"Die Stadt Enchuysen", Braun & Hogenberg
Subject: Enkhuizen, Netherlands
Period: 1581 (circa)
Publication: Civitates Orbis Terrarum, Vol. III
Color: Hand Color
16.9 x 13.5 inches
42.9 x 34.3 cm
Braun & Hogenberg's Civitates Orbis Terrarum or "Cities of the World" was published between 1572 and 1617. Within the six volumes, 531 towns and cities were depicted on 363 plates, providing the reader with the pleasures of travel without the attendant discomforts. Braun wrote in the preface to the third book, "What could be more pleasant than, in one's own home far from all danger, to gaze in these books at the universal form of the earth . . . adorned with the splendor of cities and fortresses and, by looking at pictures and reading the texts accompanying them, to acquire knowledge which could scarcely be had but by long and difficult journeys?" Braun and Hogenberg incorporated an astonishing wealth of information into each scene beyond the city layout and important buildings. The plates provide an impression of the economy and prominent occupations, and illustrate local costumes, manners and customs.
A lovely bird's eye plan of the city of Enkhuizen, Netherlands. Enkhuizen was at the peak of its power in the mid-17th century. It was one of the most important harbor cities in the Netherlands until it lost its position to Amsterdam, in part due to the silting up of the harbors. A mermaid holds up a numbered key at right, which lists numerous important buildings and locations on the map and features the coat of arms of the city. Two 15th century churches tower over the city: the Zuiderkerk or Sint-Pancraskerk (33), and the Westerkerk or Sint-Gommaruskerk (2). The map is adorned with numerous ships sailing the Ijsselmeer, cannons along the city's fortifications, and windmills. This plan was based off an etching by Lucas Jansz Waghenaer, a cartographer from Enkhuizen. Latin text on verso.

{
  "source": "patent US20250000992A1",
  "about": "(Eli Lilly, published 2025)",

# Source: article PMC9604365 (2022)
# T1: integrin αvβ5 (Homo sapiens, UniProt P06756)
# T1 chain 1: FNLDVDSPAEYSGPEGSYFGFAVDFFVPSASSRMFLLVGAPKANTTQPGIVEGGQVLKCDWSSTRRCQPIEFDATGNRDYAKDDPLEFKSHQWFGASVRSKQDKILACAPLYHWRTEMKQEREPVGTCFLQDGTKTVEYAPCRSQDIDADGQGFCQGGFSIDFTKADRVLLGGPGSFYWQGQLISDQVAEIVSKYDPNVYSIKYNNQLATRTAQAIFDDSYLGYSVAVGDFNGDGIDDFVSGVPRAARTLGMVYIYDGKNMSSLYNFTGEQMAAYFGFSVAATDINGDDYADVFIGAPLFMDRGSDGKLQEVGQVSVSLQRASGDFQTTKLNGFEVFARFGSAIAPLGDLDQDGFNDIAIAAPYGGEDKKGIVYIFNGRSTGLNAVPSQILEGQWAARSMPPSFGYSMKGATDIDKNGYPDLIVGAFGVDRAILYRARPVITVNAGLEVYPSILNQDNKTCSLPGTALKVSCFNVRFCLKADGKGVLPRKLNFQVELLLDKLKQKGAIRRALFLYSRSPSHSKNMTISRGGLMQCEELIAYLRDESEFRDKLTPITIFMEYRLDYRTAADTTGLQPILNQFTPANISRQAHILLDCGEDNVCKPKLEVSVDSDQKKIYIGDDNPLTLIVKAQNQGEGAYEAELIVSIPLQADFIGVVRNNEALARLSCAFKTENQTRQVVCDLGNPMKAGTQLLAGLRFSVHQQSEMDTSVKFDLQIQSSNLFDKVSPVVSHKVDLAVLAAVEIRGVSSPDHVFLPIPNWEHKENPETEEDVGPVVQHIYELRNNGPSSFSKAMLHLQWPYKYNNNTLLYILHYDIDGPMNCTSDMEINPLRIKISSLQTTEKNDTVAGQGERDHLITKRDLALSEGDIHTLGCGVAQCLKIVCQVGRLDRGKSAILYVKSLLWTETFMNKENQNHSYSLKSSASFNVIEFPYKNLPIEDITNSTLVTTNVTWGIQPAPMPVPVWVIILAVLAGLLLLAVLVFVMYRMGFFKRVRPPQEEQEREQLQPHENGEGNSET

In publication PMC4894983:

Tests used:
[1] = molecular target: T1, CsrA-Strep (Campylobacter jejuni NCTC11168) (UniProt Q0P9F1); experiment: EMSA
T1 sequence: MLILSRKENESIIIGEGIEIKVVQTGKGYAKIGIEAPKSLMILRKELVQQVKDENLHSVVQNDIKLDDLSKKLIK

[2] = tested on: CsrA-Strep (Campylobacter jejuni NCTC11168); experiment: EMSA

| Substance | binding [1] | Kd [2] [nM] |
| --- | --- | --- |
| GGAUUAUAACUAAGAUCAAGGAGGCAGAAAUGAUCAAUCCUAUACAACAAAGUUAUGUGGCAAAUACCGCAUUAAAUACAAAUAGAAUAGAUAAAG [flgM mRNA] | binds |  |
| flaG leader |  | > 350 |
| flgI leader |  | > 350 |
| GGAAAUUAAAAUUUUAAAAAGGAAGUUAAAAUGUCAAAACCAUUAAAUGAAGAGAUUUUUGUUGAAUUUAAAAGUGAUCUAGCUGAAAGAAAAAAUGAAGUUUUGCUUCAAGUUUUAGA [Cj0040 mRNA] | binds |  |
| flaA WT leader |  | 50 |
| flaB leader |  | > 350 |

References: Fussel, p. 230-31.
On a clean, watermarked sheet with a few tiny holes only visible when held to light.